After two years of over-the-top ratings, the public standing of the Bush administration has taken a sudden nosedive, according to any number of recent polls.

Bush’s handlers are saying this was expected; that some downward correction was inevitable, the only issue being when.

But not in their worst nightmares did they anticipate a plunge so sudden and steep. Back in May, when Bush landed on the aircraft carrier off the California coast and triumphantly declared the war over, his advisors were at the White House already planning not just the re-election campaign, but also the victory celebration.

Little did they know that, in fact, Bush was on the verge of a precipitous slide in his popularity. Blinded by arrogance and hubris, Bush and his advisors were unable to see that the political winds that had been at their back since Sept. 11, 2001 were turning into battering headwinds.

Has a turning point been reached in the struggle against the Bush administration? Probably not yet, but by the same token, it is undeniable that the political momentum and initiative Bush enjoyed for two years has nearly exhausted itself.

The signs of a changing national mood are everywhere. Democratic Party presidential candidate Howard Dean’s hard-hitting, anti-Bush message has gotten an enthusiastic reception. There is a new eagerness on the part of many Democrats to challenge Bush’s policies. Important victories in the current Congressional session are being won. Moderate Republicans are more ready to distance themselves from Bush’s extreme positions. Even among Bush’s closest supporters, we see the appearance of fissures. And a growing feeling that Bush is beatable is in the air, which only a few months ago seemed a near impossibility.

Most of the factors that account for this shift are not fleeting or transitory. The most important are the sluggish and one-sided economic recovery, the bloody, coercive, and costly occupation of Iraq, and the growing credibility problems of the Bush administration.

The recovery – a non-event

The economic woes of tens of millions continue with no relief in sight. Everyone, including mainstream economists, admit that the recovery has not only been weak, but a non-event for working class and nationally and racially oppressed people. For these tens of millions, the recovery didn’t stall – it never started.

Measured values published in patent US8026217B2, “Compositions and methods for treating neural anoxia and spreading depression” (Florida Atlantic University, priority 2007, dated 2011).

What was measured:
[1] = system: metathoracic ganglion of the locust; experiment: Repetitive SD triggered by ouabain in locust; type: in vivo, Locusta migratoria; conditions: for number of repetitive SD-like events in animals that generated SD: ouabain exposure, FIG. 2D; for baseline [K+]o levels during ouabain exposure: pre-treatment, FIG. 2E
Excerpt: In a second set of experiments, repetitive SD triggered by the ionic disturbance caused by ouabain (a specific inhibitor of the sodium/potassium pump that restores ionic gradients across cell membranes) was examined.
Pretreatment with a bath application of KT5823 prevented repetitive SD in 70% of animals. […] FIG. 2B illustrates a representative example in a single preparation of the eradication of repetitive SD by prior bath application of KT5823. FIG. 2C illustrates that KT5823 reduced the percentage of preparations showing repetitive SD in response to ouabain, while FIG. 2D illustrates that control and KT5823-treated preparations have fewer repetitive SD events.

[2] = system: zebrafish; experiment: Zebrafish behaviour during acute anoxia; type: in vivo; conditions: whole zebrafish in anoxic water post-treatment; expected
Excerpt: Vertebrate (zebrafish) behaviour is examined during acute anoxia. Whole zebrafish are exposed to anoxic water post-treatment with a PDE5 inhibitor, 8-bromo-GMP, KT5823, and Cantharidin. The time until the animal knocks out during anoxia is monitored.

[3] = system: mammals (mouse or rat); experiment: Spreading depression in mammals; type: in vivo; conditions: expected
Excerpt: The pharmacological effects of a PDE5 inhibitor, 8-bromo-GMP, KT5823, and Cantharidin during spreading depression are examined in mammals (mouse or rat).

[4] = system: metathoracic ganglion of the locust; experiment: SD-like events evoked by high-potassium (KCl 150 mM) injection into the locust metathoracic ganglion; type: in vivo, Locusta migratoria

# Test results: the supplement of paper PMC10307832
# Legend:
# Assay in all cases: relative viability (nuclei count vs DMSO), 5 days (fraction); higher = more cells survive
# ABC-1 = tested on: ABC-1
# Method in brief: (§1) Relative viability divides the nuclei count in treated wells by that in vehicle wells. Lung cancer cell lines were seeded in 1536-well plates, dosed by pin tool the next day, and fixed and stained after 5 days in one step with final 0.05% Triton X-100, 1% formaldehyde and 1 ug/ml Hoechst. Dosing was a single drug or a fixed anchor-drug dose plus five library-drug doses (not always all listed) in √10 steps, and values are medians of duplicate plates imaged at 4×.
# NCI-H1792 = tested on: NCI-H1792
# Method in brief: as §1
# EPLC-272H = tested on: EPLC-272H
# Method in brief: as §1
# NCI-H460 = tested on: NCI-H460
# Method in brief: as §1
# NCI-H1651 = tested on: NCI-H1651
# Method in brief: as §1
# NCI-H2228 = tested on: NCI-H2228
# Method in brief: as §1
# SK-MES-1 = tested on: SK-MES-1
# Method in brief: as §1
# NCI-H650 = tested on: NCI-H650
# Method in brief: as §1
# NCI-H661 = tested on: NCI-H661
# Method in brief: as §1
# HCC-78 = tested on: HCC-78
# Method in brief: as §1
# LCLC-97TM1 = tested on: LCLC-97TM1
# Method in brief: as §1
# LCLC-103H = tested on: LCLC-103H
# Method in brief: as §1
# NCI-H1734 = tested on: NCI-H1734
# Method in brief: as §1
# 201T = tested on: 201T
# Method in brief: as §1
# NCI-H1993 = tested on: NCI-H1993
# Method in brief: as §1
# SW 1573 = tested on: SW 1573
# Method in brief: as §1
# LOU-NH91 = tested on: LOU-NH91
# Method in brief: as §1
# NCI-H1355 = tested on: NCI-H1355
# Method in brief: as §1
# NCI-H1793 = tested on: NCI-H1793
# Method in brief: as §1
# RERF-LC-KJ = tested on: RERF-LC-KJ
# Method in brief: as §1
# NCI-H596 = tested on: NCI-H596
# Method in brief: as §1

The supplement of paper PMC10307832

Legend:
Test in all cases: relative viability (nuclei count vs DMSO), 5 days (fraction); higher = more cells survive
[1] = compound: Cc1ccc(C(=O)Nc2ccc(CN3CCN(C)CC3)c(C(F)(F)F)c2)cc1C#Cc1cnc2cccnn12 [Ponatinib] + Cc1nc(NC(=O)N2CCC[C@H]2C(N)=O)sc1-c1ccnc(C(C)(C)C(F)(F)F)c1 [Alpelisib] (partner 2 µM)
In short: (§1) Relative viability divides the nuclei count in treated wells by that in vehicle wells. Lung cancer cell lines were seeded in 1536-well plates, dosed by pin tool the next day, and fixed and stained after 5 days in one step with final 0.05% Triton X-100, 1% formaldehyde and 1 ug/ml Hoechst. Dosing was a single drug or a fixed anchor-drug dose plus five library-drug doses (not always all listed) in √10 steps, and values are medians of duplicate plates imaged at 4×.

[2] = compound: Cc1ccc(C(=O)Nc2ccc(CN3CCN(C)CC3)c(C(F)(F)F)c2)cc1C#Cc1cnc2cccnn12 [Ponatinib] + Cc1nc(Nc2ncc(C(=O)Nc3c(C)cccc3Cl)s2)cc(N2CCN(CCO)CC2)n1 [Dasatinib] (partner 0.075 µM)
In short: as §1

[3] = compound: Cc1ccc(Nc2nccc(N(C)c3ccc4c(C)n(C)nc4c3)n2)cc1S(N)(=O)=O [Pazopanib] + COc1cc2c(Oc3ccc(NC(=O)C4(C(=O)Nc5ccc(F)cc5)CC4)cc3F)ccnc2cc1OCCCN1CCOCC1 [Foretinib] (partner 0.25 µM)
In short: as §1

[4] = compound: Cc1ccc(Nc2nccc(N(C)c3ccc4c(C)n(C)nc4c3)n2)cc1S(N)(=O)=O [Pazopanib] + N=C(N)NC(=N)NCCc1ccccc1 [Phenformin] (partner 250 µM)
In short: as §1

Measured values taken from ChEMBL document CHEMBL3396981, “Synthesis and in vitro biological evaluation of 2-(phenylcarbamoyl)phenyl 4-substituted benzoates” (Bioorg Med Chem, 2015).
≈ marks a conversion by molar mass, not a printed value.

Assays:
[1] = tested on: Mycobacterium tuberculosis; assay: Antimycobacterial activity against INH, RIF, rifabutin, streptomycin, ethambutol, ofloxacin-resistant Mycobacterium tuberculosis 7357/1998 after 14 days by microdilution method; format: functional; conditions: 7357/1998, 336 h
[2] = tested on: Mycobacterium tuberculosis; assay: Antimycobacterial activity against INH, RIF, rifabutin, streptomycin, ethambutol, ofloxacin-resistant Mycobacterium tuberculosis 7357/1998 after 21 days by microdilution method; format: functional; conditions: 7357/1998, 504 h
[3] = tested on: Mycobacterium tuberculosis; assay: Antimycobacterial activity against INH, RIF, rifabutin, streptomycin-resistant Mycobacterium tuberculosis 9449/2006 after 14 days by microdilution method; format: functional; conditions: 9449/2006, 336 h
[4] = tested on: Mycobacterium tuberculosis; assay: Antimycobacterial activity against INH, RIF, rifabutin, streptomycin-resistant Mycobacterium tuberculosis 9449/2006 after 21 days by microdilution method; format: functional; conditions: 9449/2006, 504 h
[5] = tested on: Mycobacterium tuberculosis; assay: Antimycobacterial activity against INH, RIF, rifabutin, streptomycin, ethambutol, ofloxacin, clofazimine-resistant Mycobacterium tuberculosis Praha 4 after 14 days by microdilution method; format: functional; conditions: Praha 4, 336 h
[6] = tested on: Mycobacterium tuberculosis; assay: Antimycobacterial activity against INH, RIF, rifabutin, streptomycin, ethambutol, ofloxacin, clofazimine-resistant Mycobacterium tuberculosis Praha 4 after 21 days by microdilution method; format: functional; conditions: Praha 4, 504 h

According to the Economic Policy Institute, this is the first recovery since World War II during which the number of jobs has continued to fall 20 months into a cyclical upturn. Altogether, 2.7 million jobs have disappeared since the recession was declared officially over in March 2001, nearly 2 million of which were in manufacturing. Once again the Midwest is sunk in an economic crisis from which there is little escape as long as the present policies continue.

To make matters worse, wage and salary gains of the previous decade have evaporated. All this makes the bubble-driven expansion of the 1990s look like it was only a brief interlude in the longer-term trend of declining living standards and shrinking job opportunities for both wage and salaried workers.

Of course, Bush would like us to believe that his tax cuts – not to mention record military spending – will recharge the economy, leading to economic revival and jobs creation.

But this is a very dubious proposition. The tax cuts are so heavily weighted to the wealthiest families and corporations that their effect on economic activity will be very limited, even in the short run. In fact, they will more than likely hamper an economic rebound over the longer term.

In any event, the real aim of the administration’s tax policy is not to boost the economy, but rather to use the state apparatus as a mechanism to massively redistribute wealth to the wealthiest families and corporations and, in so doing, create deficits that leave no alternative but to eliminate the traditional role of government in providing for the general welfare.